Experian hack Part II: When criminals roam free (from consequences)


Why didn’t Experian immediately tell us that its data had been stolen and that it had been dumped onto the internet?

Did the multinational credit agency really think that angry South Africans wouldn’t find out it was economical with the truth when it claimed the data breach of 24-million consumers and 800,000 businesses had been “contained”?

The data was leaked onto the internet, as everyone suspected, in the two and a half months that the conman had it. They failed to admit the lengthy delay in their first press release.

It’s an astounding irony that a business which essentially provides a service to check the creditworthiness of potential customers for its own clients’ business didn’t do its own precursor check of the actual “fraudster,” as Experian later called him, before handing over so much personal data.

And even more astounding is that they will – legally – get away with the crime. Because the Protection of Personal Information Act (POPI) has taken so long to be finalised that Experian will get off scot-free. It makes me sick, as they say in the classics.

Who is this multinational company that has records of my life and my personal data? Where is the service-level agreement they signed with me to have custody and access to this information? Where are the details of how they obtained it?

They have built a business model based on my – on our – data and yet, I have no control over it. Nor, as we have discovered, can I prevent it from being shared with a “fraudster”. And, worst of all, I can’t report this as a crime because our ANC-led government, as usual, doesn’t have its eye on the ball of what really matters.

Once again, a Homer Simpson-eque minister is in charge of this key portfolio.

Communications, telecommunications & postal services minister Stella Ndabeni-Abrahams is “either a petty despot or clueless about her job,” as Business Day’s Genevieve Quintal points out.

The FM has aptly labelled her a “one-woman wrecking ball” for her destructive effects on the SABC, the SA Post Office, and, arguably most importantly, with the Independent Communications Authority of SA. Successive ministers have interfered with the regulator for decades, reducing its funding or meddling with the choice of councillors, as happened this month.

I was astounded Ndabeni-Abrahams wasn’t fired immediately after her viral Instagram picture in April of her lunching with convicted woman-batterer Mduduzi Manana in the middle of the hard lockdown.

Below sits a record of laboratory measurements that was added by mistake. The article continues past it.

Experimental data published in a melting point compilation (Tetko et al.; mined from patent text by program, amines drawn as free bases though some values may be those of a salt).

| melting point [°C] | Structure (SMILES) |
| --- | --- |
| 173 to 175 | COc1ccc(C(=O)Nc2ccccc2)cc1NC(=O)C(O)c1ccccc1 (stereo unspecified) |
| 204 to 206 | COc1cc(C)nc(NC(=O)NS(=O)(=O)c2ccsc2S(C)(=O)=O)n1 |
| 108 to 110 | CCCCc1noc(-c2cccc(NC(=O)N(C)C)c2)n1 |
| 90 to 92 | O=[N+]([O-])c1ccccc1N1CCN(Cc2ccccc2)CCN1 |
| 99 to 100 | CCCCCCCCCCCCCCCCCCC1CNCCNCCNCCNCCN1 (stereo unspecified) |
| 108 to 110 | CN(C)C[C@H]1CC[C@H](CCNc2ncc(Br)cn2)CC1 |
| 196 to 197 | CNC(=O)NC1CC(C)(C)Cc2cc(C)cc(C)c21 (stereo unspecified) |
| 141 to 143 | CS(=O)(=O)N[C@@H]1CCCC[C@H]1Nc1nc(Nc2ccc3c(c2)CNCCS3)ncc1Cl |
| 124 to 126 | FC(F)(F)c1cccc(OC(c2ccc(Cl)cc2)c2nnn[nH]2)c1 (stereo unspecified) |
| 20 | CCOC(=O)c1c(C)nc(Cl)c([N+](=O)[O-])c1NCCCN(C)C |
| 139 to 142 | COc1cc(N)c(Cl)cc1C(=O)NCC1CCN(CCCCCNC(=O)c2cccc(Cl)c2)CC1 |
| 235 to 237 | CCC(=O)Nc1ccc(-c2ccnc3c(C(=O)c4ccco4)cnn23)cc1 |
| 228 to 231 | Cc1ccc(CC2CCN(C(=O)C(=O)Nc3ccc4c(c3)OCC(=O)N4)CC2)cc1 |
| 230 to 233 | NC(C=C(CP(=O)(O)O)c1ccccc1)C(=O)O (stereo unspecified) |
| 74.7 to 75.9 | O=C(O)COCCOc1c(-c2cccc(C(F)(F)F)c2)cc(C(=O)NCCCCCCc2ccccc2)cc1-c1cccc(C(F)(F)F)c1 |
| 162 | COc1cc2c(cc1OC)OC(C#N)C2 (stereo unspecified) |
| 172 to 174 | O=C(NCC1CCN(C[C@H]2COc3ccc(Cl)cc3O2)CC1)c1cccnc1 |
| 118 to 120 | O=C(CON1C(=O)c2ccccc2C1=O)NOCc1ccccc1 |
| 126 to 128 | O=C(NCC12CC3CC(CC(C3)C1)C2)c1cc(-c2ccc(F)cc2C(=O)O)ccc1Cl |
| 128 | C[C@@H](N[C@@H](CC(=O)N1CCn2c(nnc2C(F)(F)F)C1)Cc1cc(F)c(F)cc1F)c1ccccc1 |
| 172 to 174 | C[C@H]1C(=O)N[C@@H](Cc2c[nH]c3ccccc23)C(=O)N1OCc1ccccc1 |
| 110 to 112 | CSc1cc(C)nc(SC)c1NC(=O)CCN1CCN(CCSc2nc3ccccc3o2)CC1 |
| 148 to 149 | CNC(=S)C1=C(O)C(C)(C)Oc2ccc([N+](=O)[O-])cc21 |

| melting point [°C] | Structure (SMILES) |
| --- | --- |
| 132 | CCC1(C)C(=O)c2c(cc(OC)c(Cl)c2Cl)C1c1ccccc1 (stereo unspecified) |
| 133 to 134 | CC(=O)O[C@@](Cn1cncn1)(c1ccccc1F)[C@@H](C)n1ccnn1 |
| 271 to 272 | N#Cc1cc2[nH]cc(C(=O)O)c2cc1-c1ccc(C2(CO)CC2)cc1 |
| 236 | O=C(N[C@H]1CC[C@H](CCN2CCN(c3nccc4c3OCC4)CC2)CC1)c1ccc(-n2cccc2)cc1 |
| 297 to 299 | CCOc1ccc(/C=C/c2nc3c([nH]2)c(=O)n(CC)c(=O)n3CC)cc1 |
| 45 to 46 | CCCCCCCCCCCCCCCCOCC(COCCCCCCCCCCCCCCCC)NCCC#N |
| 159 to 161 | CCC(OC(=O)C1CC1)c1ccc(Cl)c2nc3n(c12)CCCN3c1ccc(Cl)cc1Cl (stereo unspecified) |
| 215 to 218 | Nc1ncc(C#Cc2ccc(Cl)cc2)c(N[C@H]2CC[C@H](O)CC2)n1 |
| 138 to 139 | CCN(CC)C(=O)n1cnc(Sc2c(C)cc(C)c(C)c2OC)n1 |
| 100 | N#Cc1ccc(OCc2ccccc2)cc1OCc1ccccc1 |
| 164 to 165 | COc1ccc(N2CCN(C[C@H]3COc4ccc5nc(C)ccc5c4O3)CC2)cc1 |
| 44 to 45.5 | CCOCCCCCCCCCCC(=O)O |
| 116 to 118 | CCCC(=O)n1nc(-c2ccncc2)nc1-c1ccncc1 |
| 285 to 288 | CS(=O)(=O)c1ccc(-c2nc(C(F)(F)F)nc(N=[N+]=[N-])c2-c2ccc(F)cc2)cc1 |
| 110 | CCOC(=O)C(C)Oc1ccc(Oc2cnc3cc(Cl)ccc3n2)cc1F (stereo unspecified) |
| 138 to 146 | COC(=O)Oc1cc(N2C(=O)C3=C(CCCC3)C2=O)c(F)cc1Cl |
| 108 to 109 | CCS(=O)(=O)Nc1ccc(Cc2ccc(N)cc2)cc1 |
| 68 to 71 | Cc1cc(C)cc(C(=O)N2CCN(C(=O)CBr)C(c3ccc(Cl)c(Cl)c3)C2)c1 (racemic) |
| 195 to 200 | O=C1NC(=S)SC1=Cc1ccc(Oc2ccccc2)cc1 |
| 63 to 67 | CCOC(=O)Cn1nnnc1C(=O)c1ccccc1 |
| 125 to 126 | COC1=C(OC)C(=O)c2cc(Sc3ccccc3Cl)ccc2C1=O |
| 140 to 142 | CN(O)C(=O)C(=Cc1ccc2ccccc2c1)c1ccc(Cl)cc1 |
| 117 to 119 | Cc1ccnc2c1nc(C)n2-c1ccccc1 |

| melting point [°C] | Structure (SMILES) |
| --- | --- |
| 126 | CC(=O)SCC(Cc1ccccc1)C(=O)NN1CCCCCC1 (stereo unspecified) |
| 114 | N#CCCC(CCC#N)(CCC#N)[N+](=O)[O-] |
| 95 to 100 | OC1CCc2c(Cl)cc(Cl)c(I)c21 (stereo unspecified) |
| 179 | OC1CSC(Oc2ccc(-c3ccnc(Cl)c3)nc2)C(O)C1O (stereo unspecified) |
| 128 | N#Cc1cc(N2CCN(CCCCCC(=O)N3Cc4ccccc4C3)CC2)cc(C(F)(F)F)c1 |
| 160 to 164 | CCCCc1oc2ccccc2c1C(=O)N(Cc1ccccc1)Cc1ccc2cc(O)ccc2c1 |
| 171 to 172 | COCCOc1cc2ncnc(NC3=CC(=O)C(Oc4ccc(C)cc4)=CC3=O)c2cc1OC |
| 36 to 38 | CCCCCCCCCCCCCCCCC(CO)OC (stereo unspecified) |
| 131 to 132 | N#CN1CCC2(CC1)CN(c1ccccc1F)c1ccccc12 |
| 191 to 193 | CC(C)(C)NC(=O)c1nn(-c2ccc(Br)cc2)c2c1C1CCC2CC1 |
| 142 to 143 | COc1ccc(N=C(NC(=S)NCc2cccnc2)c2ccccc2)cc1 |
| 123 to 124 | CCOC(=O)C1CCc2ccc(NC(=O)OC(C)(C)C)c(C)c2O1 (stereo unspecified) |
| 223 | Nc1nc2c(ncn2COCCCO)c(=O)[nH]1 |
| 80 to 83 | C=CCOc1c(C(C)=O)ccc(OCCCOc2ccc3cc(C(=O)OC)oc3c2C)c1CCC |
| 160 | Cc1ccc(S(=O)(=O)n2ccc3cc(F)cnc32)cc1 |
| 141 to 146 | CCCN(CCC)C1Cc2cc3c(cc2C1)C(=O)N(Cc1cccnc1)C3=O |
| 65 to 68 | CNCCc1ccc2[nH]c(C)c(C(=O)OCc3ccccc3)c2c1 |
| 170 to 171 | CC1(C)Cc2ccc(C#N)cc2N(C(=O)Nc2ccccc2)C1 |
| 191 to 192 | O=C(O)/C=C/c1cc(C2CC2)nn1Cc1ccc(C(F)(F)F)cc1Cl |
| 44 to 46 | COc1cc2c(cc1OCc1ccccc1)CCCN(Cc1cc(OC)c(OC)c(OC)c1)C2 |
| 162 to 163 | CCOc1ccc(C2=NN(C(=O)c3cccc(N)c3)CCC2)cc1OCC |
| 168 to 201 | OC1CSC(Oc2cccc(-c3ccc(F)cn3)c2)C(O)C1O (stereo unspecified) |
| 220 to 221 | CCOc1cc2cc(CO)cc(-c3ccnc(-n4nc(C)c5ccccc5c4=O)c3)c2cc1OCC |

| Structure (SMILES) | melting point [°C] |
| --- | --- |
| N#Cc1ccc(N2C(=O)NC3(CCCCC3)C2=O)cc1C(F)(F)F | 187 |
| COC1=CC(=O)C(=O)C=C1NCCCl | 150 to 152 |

I know we should applaud President Cyril Ramaphosa’s recent success is getting the ANC to agree that any of its members charged with fraud or corruption should step down. Because that doesn’t seem like an alternate reality where politicians accused of grievous crimes don’t immediately resign – not only because they are supposedly behaving with the required decorum of elected officials but because common decency demands it. Go ask Zandile Gumede or Andile Lungisa, the latter was convicted for assault and still served in the Nelson Mandela Bay municipality.

That is the ANC’s minimum standard for corruptibility – that the person is actually charged with a crime – which just demonstrates how thoroughly corrupt the ruling party truly is.

Whatever happened to that arcane concept that public officials had to aspire to be more honourable and more accountable because of their higher standing in society. Let’s not forget who paid for their 40th birthday or bought them a R3m Aston Martin they were premier of Gauteng. FFS.

So why should Experian, which foolishly exposed 24 million of us and 800,000 of our businesses to a fraudster, worry about legal consequences? Not even our own politicians do.

This article first appeared in the Financial Mail.


About Author

Toby Shapshak is editor-in-chief and publisher of Stuff, a Forbes contributor and a Financial Mail columnist. He has been writing about technology and the internet for 20 years and his TED Global talk on innovation in Africa has over 1,5-million views. He has written about Africa's tech and start-up ecosystem for Forbes, CNN and The Guardian in London. He was named in GQ's top 30 men in media and the Mail & Guardian newspaper's influential young South Africans. He has been featured in the New York Times. GQ said he "has become the most high-profile technology journalist in the country" while the M&G wrote: "Toby Shapshak is all things tech... he reigns supreme as the major talking head for everything and anything tech."

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